Any hobbies?  Do you support the Tipperary team?

I am sorry to confess that, although I grew up among G.A.A. diehards, I have never entered a sports arena of any kind since the obligatory ‘games’ at school came to a merciful end for me in May 1970.  I have never watched a soccer or rugby game in my entire life – I don’t even know the basic rules.  My great passion, after poetry, is for visual art.  While clocking up the air miles during my ten years as an Irish Customs delegate at EU and Eurocustoms meetings, I did the rounds of the local galleries on their late-opening nights.  My richest and finest hours included time spent in Seville with Zurbarán, after a CITES training course on stemming illicit trade in endangered species, and at retrospectives elsewhere of painters as utterly different as the racy Félicien Rops and the demure Jan Vermeer, who converted paint into silence.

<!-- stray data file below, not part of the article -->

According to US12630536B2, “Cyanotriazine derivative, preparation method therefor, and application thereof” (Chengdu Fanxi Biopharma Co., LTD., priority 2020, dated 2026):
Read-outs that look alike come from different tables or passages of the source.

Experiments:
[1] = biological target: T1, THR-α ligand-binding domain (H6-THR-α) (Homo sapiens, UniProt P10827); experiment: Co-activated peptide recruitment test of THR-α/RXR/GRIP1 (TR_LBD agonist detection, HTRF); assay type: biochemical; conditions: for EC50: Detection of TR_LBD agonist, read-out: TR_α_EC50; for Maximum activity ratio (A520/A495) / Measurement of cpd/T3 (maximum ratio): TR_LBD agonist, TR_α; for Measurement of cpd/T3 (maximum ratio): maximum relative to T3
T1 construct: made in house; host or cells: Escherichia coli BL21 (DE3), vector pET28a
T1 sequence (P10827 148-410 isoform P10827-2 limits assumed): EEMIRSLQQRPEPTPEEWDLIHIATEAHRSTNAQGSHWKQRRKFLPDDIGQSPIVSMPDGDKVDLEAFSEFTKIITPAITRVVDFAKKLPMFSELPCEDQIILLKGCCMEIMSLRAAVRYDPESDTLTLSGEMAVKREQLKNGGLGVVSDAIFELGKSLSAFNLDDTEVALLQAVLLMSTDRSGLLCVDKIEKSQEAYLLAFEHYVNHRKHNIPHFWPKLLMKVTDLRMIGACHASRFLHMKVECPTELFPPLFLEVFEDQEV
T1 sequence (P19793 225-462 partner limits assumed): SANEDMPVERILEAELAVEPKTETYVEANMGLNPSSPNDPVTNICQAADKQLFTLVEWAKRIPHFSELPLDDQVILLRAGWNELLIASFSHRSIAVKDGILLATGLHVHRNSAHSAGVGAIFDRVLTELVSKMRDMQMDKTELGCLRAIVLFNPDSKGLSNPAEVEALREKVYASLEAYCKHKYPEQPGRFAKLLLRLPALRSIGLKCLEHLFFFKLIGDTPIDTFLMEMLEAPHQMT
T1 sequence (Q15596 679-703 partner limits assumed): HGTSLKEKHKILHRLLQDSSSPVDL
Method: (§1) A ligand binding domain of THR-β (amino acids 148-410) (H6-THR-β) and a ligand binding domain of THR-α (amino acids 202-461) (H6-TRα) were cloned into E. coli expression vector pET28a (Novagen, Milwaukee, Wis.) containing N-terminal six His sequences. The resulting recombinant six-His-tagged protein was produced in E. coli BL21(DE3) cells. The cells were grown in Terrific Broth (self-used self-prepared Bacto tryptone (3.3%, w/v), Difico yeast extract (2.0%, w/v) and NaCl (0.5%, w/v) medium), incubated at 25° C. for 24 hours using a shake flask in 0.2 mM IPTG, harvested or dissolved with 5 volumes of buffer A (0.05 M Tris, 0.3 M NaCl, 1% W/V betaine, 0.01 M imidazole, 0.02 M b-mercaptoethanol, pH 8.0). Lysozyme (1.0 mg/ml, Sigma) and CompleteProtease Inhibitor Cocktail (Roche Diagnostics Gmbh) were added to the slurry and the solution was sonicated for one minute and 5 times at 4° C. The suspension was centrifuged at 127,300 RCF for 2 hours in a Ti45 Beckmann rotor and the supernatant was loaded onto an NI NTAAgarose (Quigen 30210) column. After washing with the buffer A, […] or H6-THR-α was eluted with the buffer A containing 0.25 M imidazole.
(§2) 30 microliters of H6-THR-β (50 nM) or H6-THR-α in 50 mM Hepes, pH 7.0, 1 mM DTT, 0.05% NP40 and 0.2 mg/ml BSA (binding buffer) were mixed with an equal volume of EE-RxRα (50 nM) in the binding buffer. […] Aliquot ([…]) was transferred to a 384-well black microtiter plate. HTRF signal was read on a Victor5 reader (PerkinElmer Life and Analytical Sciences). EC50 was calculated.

Maybe it’s because I grew up in a house without a television that I have an extremely low TV tolerance; but I could not live without radio.  BBC Radio 3 has been my conservatoire since I first came within its broadcasting ambit in my teens: it is to this great station I owe my love of Bach, Purcell, Schubert, Mahler and my discovery of contemporary composers like Lutoslawski, Carter, Del Tredici and Tavener.  And I am indebted to BBC Radio 4 for the smattering of knowledge I have gained (from ‘In Our Time’) on everything from the Fibonacci sequence to the fall of Carthage.  Professor David Reynolds’s recent series on American history has been an education.  Documentaries, plays, World Service news, business programmes presented by Peter Day, and arts programmes (‘The Poetry Programme’, ‘The Arts Show’, ‘Off the Shelf’, ‘Artzone’, ‘Night Waves’, ‘Arts Extra’, ‘Front Row’, ‘The Strand’ – the whole lot) are meat and drink to me.  And, speaking of meat and drink, I enjoy my unsophisticated attempts at cooking – though my spouse, Julie O’Callaghan, is a more versatile cook (a superb verse chef too – her first collection was called Edible Anecdotes).

Do you and Julie read each other’s work?